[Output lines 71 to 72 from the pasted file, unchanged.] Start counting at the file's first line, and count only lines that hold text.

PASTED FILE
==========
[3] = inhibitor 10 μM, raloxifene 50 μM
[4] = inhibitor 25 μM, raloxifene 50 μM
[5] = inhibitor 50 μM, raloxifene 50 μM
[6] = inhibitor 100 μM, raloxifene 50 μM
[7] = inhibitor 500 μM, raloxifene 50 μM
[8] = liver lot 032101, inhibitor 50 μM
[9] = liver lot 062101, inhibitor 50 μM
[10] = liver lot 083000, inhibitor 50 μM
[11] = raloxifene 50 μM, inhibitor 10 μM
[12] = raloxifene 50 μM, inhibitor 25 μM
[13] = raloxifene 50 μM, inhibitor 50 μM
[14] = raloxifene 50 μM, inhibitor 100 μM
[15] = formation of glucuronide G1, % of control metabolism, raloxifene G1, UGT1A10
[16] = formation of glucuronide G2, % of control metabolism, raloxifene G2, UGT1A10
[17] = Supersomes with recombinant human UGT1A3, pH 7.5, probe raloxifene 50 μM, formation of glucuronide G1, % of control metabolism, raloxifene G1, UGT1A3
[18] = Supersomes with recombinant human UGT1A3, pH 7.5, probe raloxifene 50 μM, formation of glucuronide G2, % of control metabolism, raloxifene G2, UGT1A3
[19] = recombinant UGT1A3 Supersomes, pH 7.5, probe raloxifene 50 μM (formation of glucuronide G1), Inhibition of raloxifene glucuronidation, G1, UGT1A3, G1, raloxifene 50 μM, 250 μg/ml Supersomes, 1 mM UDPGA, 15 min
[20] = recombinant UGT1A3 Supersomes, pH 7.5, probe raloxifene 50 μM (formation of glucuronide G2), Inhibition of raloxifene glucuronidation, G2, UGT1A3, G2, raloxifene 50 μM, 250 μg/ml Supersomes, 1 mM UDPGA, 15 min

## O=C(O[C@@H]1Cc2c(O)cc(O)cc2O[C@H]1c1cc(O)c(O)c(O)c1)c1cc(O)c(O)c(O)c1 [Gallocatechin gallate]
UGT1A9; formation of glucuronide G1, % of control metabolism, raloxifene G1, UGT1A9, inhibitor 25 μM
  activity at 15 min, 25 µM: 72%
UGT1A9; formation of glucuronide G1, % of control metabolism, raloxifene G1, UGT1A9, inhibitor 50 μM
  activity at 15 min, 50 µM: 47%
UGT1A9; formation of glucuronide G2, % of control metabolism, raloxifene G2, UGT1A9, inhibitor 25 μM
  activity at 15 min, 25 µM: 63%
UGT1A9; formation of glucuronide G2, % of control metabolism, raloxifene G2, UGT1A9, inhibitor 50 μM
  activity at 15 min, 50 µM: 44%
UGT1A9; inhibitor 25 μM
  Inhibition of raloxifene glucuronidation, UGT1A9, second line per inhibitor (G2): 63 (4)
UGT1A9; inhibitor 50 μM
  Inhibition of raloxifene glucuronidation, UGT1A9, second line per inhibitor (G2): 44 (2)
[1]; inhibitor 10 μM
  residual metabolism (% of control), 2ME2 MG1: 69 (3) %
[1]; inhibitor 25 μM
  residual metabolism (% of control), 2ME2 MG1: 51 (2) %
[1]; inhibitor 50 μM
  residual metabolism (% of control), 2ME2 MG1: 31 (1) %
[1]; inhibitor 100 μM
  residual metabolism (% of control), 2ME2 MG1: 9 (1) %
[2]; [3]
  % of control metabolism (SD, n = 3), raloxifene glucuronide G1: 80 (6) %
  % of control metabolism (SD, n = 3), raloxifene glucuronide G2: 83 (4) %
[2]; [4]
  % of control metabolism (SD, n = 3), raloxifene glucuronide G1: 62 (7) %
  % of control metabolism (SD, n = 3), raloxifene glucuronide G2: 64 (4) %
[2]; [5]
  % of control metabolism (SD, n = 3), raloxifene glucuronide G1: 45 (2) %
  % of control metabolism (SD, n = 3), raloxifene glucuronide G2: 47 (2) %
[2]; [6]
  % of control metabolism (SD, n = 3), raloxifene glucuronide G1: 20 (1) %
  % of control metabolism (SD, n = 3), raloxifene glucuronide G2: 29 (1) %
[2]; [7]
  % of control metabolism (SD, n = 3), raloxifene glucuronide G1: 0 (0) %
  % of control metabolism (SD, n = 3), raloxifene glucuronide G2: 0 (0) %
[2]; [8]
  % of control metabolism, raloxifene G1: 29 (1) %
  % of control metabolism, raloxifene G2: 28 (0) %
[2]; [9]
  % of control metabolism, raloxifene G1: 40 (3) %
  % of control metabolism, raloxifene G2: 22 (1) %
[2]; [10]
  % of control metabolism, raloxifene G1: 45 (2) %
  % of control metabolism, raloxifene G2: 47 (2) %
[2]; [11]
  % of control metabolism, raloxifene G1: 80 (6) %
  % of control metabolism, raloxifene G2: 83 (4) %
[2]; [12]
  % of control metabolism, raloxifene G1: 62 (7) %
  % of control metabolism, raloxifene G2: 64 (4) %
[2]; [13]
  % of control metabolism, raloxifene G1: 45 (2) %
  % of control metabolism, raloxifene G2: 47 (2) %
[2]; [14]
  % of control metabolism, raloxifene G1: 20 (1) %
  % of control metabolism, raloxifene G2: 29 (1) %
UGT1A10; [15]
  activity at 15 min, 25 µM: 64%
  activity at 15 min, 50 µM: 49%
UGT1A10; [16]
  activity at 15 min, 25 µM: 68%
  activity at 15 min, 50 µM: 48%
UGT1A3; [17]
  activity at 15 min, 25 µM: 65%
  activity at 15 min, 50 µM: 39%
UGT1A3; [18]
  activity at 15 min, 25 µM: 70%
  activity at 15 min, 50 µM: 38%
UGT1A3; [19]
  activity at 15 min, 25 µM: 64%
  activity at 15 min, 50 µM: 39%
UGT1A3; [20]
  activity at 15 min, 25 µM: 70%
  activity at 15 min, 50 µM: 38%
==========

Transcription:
  % of control metabolism, raloxifene G1: 45 (2) %
  % of control metabolism, raloxifene G2: 47 (2) %